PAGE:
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HINDU DRAMA.

No. II.

THE MRICHCHAKATI, OR THE TOY-CART.

WE British-born are certainly, of all the inhabitants of earth, the most highly-favoured children of heaven. Let us feel that we are so, not in pride, but in humility; let our gratitude be love, and our love sympathy with the character and genius of all our brethren of mankind, of whatever colour, and under every climate. Our character and genius, in this the most fortunate of all the Fortunate Isles, have grown great under the sacred shelter of Trees and Towers, planted or built by the holy hands of Liberty and Religion. The sun has not been suffered to hurt them by day, nor the moon by night, so tempered has been the spirit of our beautiful native sky even in its tempests. Wars have been among us, long and loud, and blood has flowed like water; but for intervals, neither short nor far between, have the regions assigned us by Providence, enjoyed the sunshine and the airs of peace-sunshine sometimes settling down as if it would endure for ever-airs often wandering in their joy, as if every spot they visited were itself a home fit for the very sweetest in a perpetual paradise. Renovation has been ever accompanying decay and out of death, and the ashes of death, have arisen, brighter and bolder, new forms of life. In the spirit of each succeeding age the good and wise have still felt there was much over which to mourn; but Hope never left our patriot-prophets; their gifted eyes, piercing the thickest gloom, saw "far off the coming shine" of some destined glory; and now, after all those alternations, and revolutions which darkened the weak-eyed and astounded the faint-hearted, who dare say that we are degenerate from the ancestors whom all the world called a heroic race-that our present is dimmed by their past-or deny that it gives promise of a still greater future? Imagination dead! You may as well say that all our oaks are doddered, and that not a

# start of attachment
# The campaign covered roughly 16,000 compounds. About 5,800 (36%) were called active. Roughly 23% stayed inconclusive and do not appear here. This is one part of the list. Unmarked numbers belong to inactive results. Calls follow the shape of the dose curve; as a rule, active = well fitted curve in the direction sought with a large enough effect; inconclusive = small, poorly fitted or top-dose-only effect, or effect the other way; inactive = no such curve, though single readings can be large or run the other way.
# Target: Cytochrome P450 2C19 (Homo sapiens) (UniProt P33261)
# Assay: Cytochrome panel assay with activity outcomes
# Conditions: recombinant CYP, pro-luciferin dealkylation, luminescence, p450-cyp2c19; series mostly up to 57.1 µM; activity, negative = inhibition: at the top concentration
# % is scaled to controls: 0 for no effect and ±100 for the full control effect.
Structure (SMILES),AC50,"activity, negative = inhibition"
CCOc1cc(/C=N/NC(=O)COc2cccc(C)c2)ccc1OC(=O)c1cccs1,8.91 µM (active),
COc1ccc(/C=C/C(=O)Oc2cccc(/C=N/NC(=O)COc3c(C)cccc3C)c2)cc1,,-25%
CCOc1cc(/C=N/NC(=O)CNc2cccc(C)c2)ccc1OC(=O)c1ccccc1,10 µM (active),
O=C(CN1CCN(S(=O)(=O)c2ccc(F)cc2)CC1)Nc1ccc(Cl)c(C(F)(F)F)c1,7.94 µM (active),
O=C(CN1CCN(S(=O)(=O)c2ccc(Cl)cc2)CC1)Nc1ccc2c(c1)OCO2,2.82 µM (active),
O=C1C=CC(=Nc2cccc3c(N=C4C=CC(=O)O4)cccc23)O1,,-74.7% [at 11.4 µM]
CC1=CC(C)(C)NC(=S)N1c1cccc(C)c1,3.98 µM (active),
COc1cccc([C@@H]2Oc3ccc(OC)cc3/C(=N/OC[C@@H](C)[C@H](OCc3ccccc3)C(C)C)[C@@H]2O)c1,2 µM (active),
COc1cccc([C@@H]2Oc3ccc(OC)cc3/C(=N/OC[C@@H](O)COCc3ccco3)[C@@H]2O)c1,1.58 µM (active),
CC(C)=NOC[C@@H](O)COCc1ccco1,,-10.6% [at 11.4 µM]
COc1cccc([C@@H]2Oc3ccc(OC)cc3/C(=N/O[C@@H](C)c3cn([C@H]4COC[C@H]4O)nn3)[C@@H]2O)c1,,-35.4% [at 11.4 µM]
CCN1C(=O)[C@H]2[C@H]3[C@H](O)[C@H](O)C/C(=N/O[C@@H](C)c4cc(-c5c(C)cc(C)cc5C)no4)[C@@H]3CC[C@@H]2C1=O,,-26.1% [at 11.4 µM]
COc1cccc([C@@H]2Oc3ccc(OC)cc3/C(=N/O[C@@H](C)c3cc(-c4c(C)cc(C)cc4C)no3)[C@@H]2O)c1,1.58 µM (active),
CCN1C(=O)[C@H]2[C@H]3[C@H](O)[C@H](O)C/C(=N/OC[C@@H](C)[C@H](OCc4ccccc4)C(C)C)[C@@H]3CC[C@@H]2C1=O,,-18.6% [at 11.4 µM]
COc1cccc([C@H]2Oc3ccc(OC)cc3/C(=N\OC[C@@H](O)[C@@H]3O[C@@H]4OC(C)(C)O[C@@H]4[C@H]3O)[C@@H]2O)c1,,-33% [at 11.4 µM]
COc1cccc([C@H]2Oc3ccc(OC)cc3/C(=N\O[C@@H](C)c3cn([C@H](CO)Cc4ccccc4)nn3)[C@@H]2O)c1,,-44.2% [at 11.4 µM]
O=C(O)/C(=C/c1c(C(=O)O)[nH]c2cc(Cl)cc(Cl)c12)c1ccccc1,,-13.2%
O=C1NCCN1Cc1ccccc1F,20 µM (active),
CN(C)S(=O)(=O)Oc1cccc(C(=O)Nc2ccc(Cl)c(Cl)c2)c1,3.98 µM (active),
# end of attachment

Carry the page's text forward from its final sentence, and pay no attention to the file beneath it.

primrose now at peep of Spring shakes its yellow leaflets to gladden the fairies dancing round their Queen, in annual celebration of the melting of the last wreath of snow. This is an age of poetry, and therefore must take delight in poetry-let the strains it loves, whether of higher or of lower mood, come whencesoever they may-whether now first rising from isles shadowing the remotest seas of the sunset, or born long ago in the kingdoms of the Orient, but their music brought now over the waves to mingle with that of the sweet singers native to the West. Shall we not delight in the inspiration of genius that two thousand years ago won the ear of Asia, and charmed, with a sweet reflection of their own country's life, the hearts of the Hindus, whose whole history seems to us a kind of glimmering poetry, in which interesting realities are too often shrouded in elusive fancies, but which, in their Drama, shews how Fiction can embody and embalm Truth, and preserve it from decay, for ever lovely in all eyes that desire nothing lovelier than the lineaments of nature?